“ In about half an hour (after leaving Summeil) we passed ... the first village we had yet seen in Palestine not built of stone. The materials of the houses are here unburnt bricks; and such continued to be the case all the way to Gaza, and is so elsewhere throughout the plain. The bricks are formed from the common loam of the soil, with straw intermixed to bind the mass together, as in Egypt; they are of very large size, and are merely dried in the sun. Many of them, newly made, were laid in rows along the ground, in the process
of drying “ The country now became more undulating; low ridges or swells ran from south to north, but the general character of the soil did not change . . . The white sandhills which here skirt the shore of the Mediterranean began soon to appear
We reached (the village of Bureir). . . and rested for more than an hour and a half under the shade of a spreading tree. This is a flourishing village, forming a sort of central point in the plain. There is a large public well, at which camels were drawing water by means of a ... waterwheel with jars, as in Egypt; the first machinery we had yet seen in Palestine. Flocks and herds were collected around the well; the troughs for which were partly laid up in front with ancient marble columns. Here were also several palm-trees; and the whole scene was animated and pleasing. Setting off from Bureir ... we at first took a wrong road ... and were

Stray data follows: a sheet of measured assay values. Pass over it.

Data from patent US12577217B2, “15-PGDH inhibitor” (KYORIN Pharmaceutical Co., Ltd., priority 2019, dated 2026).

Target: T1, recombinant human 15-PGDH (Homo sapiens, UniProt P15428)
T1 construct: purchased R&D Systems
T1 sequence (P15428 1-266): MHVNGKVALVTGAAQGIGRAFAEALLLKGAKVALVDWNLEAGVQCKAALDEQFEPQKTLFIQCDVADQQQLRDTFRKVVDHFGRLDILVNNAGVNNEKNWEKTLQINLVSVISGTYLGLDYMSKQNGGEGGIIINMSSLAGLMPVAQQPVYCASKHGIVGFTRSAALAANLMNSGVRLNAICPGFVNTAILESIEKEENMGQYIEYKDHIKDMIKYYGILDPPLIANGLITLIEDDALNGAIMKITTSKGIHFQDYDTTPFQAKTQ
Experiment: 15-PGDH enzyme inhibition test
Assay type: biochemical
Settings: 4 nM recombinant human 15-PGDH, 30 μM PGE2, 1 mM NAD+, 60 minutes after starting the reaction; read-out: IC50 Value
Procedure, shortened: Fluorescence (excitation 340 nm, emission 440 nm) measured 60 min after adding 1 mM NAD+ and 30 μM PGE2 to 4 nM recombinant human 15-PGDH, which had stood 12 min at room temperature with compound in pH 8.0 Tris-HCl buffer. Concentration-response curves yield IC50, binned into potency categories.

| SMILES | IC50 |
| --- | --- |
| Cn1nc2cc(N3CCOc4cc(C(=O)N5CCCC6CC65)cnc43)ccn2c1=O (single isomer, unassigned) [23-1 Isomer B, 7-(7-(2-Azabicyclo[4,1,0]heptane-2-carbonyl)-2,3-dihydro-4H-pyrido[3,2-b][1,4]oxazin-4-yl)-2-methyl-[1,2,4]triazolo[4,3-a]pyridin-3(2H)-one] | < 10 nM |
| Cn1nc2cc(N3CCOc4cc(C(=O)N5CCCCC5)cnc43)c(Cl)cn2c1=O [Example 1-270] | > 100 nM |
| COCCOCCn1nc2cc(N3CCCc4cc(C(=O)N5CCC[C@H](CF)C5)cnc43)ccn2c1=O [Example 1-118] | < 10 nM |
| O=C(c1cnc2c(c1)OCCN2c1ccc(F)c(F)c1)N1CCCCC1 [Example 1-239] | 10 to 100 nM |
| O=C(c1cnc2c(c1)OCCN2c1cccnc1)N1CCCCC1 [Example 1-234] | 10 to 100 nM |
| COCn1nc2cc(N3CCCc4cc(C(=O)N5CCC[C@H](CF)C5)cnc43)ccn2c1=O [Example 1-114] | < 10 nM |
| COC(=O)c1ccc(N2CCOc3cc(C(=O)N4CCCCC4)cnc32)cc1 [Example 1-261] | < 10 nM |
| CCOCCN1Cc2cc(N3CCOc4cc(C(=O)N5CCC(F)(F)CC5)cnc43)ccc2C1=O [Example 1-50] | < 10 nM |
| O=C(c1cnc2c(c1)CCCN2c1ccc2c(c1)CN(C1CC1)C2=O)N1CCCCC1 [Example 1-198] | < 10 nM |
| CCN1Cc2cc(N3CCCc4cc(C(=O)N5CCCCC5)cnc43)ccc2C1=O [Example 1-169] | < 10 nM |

compelled to pick our way through the fields to the Gaza road ... (and) we passed (a little village where) the peasants were winnowing barley by throwing it up into the air with a wooden fork We came to the village Beit Húnûn on our right, in a low rich tract of the plain. Here, as elsewhere, all were busy with the wheat-harvest; the reapers were in the fields ; donkeys and camels were moving homewards with their high loads of sheaves; while on the threshing-floors near the village I counted not less than thirty gangs